Retired veterans announced picks for their former teams after accompanying Commissioner Roger Goodell to the podium at the Dallas Cowboys’ stadium in Arlington, Tex., partly neutralizing the boos that typically greet the commissioner.

The Hall of Fame running back Jim Brown announced Cleveland’s picks. Proclaiming the Tennessee Titans’ selection, quarterback Vince Young referred to the college team he led to a national championship after the 2005 season, telling the Texas crowd: “Hook ’em, Horns.”

The Giants’ selection was announced by defensive end Justin Tuck, who seemed to relish playing the heel to the hometown crowd, bathing in boos delivered by Cowboys fans as he referred to the rival Giants as “the greatest franchise in all of sports.”

Photo

Georgia running back Nick Chubb at the combine. He was also chosen by the Browns, who had the third pick of the second round as well as the first.

Credit
Michael Conroy/Associated Press

The former Patriots receiver Deion Branch cupped his hand to his ear, pro wrestling style, during his turn.

But their performances were surpassed by kicker David Akers, who announced the second-round pick for the Philadelphia Eagles, the defending Super Bowl champions and another archrival of the Cowboys. “Hey Dallas,” he yelled. “The last time you were in the Super Bowl, these draft picks weren’t born!”

How to watch: The second round is over. The third round is being televised on Fox, ESPN2 and NFL Network. You can stream it on WatchESPN, Fox Sports Go and NFL.com.

N.F.L. Draft Round 2

33. Cleveland Browns: Austin Corbett, G, Nevada

34. Giants: Will Hernandez, G, Texas-El Paso

35. Cleveland Browns: Nick Chubb, RB, Georgia

36. Indianapolis Colts: Darius Leonard, LB, South Carolina State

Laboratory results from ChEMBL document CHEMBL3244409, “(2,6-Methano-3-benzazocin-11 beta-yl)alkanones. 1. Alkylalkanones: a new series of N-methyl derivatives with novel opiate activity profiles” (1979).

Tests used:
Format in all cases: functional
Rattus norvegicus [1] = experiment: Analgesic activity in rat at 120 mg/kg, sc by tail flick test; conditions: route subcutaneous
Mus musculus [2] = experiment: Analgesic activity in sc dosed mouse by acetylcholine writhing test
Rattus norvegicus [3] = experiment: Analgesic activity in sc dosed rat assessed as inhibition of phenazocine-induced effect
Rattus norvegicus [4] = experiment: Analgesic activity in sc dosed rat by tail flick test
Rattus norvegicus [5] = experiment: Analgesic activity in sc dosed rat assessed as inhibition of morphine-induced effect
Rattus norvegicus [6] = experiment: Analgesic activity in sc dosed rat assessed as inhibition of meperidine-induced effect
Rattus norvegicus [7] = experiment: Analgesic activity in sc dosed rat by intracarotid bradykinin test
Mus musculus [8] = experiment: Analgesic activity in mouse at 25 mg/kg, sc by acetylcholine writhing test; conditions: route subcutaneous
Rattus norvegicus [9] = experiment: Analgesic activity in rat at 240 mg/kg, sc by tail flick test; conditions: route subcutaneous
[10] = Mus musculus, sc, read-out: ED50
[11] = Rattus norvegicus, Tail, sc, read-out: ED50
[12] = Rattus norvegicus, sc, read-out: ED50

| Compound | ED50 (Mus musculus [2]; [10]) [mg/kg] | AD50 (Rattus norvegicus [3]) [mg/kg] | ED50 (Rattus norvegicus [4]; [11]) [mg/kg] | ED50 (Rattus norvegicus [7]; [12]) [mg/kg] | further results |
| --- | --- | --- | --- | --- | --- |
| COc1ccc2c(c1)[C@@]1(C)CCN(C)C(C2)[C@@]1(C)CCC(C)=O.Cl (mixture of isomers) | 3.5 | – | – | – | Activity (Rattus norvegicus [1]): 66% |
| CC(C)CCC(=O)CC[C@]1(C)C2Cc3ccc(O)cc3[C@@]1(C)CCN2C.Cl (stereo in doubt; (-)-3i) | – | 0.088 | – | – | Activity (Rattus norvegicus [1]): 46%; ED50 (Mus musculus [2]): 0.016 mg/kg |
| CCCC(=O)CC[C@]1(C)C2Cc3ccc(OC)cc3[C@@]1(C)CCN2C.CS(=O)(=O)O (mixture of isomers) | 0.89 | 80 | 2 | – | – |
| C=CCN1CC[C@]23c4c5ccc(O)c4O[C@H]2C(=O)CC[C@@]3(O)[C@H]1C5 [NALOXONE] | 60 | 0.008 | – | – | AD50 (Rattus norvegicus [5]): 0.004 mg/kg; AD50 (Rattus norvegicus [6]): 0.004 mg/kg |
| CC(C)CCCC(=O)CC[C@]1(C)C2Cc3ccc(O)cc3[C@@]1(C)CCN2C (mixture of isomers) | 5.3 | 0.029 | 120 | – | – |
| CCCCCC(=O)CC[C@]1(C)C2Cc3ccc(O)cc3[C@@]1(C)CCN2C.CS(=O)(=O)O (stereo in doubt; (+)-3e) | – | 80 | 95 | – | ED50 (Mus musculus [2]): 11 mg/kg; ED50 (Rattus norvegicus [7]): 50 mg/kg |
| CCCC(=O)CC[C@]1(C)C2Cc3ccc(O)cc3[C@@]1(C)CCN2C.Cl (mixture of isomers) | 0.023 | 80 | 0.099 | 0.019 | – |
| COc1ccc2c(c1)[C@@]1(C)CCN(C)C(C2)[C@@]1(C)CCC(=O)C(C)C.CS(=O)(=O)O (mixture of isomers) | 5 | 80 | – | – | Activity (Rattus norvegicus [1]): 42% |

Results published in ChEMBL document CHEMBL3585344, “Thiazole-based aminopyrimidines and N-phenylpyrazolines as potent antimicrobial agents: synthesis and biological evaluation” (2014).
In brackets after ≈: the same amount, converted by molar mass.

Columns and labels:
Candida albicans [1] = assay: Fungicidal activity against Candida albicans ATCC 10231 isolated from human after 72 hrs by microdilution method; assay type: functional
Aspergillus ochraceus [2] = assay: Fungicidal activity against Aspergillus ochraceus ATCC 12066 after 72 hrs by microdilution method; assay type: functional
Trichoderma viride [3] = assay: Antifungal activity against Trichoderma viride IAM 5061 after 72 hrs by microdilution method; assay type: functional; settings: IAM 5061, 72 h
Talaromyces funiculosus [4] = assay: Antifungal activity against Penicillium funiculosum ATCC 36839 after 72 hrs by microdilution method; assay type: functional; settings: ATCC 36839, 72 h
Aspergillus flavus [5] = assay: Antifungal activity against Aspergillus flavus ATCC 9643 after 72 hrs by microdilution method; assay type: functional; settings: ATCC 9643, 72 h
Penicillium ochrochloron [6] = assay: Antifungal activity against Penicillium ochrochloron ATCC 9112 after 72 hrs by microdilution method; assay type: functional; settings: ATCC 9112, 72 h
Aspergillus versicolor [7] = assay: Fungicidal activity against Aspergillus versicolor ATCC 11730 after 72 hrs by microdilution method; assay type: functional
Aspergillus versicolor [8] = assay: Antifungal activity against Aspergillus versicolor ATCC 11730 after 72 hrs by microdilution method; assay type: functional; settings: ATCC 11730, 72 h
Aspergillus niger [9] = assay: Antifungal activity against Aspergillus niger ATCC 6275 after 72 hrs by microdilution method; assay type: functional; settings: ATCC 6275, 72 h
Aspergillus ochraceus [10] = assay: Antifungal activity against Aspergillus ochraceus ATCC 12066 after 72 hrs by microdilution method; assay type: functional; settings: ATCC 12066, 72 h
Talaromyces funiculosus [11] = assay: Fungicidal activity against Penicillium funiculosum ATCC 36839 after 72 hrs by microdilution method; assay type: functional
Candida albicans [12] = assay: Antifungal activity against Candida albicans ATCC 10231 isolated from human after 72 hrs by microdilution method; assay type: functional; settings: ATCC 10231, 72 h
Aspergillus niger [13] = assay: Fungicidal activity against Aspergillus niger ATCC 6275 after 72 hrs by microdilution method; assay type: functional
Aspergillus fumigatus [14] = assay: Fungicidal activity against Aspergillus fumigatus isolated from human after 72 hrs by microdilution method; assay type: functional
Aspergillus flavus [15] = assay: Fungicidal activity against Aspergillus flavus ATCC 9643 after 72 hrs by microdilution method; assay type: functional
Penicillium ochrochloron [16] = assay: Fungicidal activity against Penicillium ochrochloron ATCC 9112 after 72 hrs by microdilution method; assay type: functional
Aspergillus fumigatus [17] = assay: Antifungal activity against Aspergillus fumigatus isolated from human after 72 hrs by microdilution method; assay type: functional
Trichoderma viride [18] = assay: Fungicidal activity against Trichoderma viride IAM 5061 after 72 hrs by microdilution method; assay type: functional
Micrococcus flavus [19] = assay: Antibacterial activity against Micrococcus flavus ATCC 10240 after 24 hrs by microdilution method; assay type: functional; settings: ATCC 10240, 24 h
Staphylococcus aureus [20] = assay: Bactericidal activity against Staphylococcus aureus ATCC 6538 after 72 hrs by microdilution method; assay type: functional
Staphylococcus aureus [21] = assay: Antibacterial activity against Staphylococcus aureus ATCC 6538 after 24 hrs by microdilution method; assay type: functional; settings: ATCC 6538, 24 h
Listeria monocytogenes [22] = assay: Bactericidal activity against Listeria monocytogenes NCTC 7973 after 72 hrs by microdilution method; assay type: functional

37. Indianapolis Colts: Braden Smith, G, Auburn

38. Tampa Bay Buccaneers: Ronald Jones II, RB, Southern California

39. Chicago Bears: James Daniels, C, Iowa

40. Denver Broncos: Courtland Sutton, WR, Southern Methodist

41. Tennessee Titans: Harold Landry, LB, Boston College

42. Miami Dolphins: Mike Gesicki, TE, Penn State

43. Detroit Lions: Kerryon Johnson, RB, Auburn

44. San Francisco: Dante Pettis, WR, Washington

45. Green Bay Packers: Josh Jackson, CB, Iowa

46. Kansas City Chiefs: Breeland Speaks, LB, Mississippi

47. Arizona Cardinals: Christian Kirk, WR, Texas A&M

48. Los Angeles Chargers: Uchenna Nwosu, LB, Southern California

49. Philadelphia Eagles: Dallas Goedert, TE, South Dakota State

50. Dallas Cowboys: Connor Williams, G, Texas

51. Chicago Bears: Anthony Miller, WR, Memphis

52. Indianapolis Colts: Kemoko Turay, LB, Rutgers

53. Tampa Bay Buccaneers: M.J. Stewart, CB, North Carolina

54. Cincinnati Bengals: Jessie Bates III, S, Wake Forest

55. Carolina Panthers: Donte Jackson, CB, Louisiana State

56. New England Patriots: Duke Dawson, CB, Florida

57. Oakland Raiders: P.J. Hall, DT, Sam Houston State

58. Atlanta Falcons: Isaiah Oliver, CB, Colorado

59. Washington Redskins: Derrius Guice, RB, Louisiana State

60. Pittsburgh Steelers: James Washington, WR, Oklahoma State

61. Jacksonville Jaguars: D.J. Chark, WR, Louisiana State

62. Minnesota Vikings: Brian O’Neill, OT, Pittsburgh

63. Tampa Bay Buccaneers: Carlton Davis, CB, Auburn

Photo

Browns fans cheering during the first round of the N.F.L. draft on Thursday.

Credit
Michael Ainsworth/Associated Press

64. Indianapolis Colts: Tyquan Lewis, DE, Ohio State

N.F.L. Draft Round 3

65. Oakland Raiders: Brandon Parker, OT, North Carolina

66. Giants: Lorenzo Carter, LB, Georgia

67. Cleveland Browns: Chad Thomas, DE, Miami

68. Houston Texans: Justin Reid, S, Stanford

69. Giants: B.J. Hill, DT, North Carolina State